Today is Presidents’ Day.
This post highlights the role of Gerald Ford, Jimmy Carter, Ronald Reagan, and William Clinton in enactment and subsequent development of the FCPA.
After watching Congress investigate and hold hearings on the foreign payments problem for approximately nine months, in March 1976 President Ford issued a “Memorandum Establishing the Task Force on Questionable Corporate Payments Abroad” (see here).
The great debate at this time was whether the foreign payments problem should be addressed through a disclosure regime or through a criminalization regime. The Ford Administration favored the former and in June 1976, Ford released “Remarks Announcing New Initiatives for the Task Force on Questionable Corporate Payments Abroad.” (see here). As noted in the remarks, Ford directed the task force “to prepare legislation that would require corporate disclosure of all payments made with the intention of influencing foreign government officials.”
Certain bills were introduced in Congress consistent with Ford’s vision and in August 1976 Ford issued “Foreign Payments Disclosure – Message From the President of the United States Urging Enactment of Proposed Legislation to Require the Disclosure of Payments to Foreign Officials.” (see here).
Neither Ford’s proposal, or any other, was enacted by Congress prior to the 1976 elections in which Ford was defeated by Jimmy Carter.
Unlike the Ford Administration, the Carter administration favored the criminalization regime that was under consideration in the prior Congress and a movement that soon picked up speed when Congress reconvened in January 1977.
Certain members of the Carter administration testified at Congressional hearings throughout 1977 in favor of the criminalization regime and in December 1977, S. 305 (the Foreign Corrupt Practices Act of 1977 and the Domestic and
Foreign Investment Improved Disclosure Act of 1977) was presented to President Carter.
On December 20, 1977, President Carter signed S. 305 into law – see here for his signing statement.
As noted in this previous post, President Reagan’s administration very soon sought decriminalization of foreign payments subject to the FCPA. During the Reagan administration (1981-1989), numerous efforts were made in Congress to amend the FCPA. Soon after the FCPA was enacted, it was widely recognized that the FCPA had addressed a serious problem, but that the statute created much uncertainty and was, in the minds of many, unworkable.
Among other things, the FCPA antibribery provisions enacted in 1977 contained a broad knowledge standard (“reason to know”) applicable to indirect payments to “foreign officials”; (ii) did not contain any affirmative defenses; and (iii) did not contain an express facilitating payments exception. Beginning in 1980, various bills were introduced – either as stand alone bills or specific titles to omnibus trade and export bills – that sought to amend the FCPA. This legislative process took eight years.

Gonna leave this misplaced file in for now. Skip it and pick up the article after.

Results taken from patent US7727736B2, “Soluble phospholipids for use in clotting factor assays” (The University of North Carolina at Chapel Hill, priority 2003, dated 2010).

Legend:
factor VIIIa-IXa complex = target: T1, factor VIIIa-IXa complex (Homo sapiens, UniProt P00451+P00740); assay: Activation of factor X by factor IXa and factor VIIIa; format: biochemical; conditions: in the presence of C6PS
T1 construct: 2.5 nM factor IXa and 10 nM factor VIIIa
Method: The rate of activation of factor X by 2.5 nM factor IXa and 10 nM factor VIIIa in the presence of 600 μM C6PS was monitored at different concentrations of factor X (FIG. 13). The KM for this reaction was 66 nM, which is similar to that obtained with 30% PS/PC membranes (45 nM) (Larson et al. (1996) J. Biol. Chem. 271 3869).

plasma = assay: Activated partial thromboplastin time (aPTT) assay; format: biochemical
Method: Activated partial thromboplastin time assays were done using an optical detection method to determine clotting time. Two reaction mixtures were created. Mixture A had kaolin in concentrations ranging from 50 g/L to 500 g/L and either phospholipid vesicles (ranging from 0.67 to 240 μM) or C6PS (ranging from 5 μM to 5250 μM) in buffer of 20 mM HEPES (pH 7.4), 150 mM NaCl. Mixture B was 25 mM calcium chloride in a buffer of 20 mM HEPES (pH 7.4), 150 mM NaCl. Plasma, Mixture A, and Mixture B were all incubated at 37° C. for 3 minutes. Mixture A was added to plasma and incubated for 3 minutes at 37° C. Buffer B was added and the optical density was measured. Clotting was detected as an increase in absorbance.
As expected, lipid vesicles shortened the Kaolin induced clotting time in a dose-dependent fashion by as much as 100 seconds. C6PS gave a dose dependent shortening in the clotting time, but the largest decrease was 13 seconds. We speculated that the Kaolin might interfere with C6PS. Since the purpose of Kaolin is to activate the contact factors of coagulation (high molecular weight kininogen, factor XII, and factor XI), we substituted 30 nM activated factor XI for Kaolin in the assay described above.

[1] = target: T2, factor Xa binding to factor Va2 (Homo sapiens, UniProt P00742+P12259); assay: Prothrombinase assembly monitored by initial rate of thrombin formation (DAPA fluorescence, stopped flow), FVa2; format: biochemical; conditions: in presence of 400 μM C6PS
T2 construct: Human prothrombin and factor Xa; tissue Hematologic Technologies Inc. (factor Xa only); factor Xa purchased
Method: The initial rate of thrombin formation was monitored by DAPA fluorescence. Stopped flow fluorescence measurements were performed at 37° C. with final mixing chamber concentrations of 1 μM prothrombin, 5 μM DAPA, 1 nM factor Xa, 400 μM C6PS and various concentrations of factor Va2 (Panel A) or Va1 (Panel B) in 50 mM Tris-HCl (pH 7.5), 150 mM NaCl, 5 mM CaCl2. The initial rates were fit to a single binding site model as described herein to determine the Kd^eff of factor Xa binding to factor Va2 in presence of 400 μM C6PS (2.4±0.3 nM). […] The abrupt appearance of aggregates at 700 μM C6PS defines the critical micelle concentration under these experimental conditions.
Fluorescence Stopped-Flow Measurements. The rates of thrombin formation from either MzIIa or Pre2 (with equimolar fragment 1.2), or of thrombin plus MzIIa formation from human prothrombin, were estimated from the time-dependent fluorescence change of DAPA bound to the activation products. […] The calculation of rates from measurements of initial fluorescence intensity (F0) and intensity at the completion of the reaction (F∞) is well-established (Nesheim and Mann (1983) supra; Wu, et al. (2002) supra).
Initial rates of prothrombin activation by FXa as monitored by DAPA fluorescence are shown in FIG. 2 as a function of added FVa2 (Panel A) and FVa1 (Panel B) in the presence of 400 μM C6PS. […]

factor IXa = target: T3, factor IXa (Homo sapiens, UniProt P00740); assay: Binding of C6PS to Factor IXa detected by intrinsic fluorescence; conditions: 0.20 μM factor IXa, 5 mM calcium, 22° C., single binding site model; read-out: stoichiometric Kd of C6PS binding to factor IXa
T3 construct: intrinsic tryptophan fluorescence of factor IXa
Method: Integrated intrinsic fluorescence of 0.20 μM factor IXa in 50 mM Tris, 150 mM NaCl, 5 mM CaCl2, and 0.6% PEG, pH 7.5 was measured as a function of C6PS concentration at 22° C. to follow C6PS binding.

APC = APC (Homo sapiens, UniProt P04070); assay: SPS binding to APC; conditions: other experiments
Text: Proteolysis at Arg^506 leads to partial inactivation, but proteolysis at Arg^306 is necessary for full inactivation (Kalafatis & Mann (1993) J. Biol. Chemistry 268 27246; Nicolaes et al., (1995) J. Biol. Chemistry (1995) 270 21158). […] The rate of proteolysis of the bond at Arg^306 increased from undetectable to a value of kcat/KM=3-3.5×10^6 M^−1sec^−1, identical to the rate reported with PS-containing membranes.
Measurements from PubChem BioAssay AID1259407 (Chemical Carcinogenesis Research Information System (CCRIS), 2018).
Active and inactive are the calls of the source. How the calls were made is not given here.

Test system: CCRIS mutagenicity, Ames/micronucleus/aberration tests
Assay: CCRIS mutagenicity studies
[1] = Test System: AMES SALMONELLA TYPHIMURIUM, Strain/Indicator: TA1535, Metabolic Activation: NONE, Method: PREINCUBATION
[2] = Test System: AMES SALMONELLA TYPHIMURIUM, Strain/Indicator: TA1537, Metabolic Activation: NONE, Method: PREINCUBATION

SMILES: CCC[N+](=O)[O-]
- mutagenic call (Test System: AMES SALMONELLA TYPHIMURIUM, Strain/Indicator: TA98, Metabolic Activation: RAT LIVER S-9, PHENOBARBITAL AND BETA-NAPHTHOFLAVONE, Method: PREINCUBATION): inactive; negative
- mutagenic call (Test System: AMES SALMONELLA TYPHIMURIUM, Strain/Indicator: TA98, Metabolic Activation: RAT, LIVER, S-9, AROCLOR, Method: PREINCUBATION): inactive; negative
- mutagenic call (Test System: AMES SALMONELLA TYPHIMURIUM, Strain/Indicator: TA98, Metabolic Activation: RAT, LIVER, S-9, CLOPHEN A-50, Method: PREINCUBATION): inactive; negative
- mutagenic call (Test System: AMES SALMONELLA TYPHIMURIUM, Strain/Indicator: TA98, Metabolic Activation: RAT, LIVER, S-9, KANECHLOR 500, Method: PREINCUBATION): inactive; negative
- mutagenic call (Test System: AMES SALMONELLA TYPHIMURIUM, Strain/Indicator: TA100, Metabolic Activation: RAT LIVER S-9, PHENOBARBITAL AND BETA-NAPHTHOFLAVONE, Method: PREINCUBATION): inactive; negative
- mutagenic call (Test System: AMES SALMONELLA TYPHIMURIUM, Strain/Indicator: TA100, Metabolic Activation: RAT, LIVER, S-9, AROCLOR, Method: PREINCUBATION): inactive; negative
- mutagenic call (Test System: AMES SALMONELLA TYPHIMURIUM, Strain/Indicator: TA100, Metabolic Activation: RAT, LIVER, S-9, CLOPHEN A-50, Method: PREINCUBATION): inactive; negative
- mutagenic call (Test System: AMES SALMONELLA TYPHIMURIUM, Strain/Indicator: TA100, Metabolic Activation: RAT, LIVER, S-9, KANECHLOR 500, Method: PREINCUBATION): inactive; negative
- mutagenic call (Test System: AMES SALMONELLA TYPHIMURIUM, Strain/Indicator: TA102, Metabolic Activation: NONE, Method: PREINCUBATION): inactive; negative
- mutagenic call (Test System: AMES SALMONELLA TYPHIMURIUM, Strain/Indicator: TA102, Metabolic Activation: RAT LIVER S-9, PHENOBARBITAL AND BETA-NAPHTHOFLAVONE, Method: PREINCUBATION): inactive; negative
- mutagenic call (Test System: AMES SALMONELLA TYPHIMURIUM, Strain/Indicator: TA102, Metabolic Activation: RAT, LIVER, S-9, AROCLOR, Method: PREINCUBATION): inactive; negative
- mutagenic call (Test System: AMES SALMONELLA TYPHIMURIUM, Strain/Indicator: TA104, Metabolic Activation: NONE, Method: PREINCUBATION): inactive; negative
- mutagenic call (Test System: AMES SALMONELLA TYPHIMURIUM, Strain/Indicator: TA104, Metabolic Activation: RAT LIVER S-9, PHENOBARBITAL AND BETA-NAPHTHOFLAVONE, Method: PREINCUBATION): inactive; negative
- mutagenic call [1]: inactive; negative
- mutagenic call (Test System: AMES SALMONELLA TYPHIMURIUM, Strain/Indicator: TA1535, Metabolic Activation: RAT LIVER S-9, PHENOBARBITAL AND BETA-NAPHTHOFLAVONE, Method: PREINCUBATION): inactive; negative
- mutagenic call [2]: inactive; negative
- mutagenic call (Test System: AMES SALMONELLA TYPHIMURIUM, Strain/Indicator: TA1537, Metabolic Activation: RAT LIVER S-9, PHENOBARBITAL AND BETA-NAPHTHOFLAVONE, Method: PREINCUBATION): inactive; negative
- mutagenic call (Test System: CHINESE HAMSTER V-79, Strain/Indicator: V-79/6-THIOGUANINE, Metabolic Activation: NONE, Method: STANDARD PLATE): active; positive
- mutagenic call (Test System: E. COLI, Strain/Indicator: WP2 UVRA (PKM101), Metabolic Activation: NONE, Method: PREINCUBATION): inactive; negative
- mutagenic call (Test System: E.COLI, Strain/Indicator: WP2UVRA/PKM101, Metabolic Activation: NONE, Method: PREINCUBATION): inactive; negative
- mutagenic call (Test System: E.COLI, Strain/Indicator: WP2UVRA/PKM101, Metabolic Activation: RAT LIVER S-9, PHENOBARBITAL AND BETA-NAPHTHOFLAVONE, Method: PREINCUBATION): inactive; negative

In August 1988, President Reagan signed H.R. 4848 the Omnibus Trade and Competitiveness Act of 1988. Title V, Subtitle A, Part I of the Act was titled “Foreign Corrupt Practices Act Amendments.” President Reagan’s signing statement does not refer to the FCPA amendments buried in the omnibus trade bill. Among the amendments were a revised knowledge standard applicable to indirect payments and the creation of affirmative defenses and an express facilitating payment exception.
In November 1998, President Clinton signed S. 2375, the “International Anti-Bribery and Fair Competition Act of 1998.” Among other things, the Act amended the FCPA by (i) creating a new class of persons subject to the FCPA – “any person” not an issuer or domestic concern to the extent such person’s bribery scheme has a U.S. nexus; and (ii) creating a new alternative nationality jurisdiction test for U.S. issuers and domestic concerns.
See here for President Clinton’s signing statement.
An FCPA reform debate has been active for over a year. Most recently, Chris Matthews (Wall Street Journal Corruption Currents) reports (here) that “big tobacco has waded into the ongoing push to amend the Foreign Corrupt Practices Act” and that “Altria Group, the parent company of Philip Morris USA, has retained a lobbyist to represent the company’s interest in the FCPA.” In August 2010, tobacco companies Alliance One International and Universal Corporation resolved similar FCPA enforcement actions (see here for the prior post). Matthews also reports that “several other companies have lobbied on the FCPA, including FedEx Corp. and the Chubb Corp., a property insurer.”
As the FCPA reform debate unfolds, will President Obama play a role in FCPA history?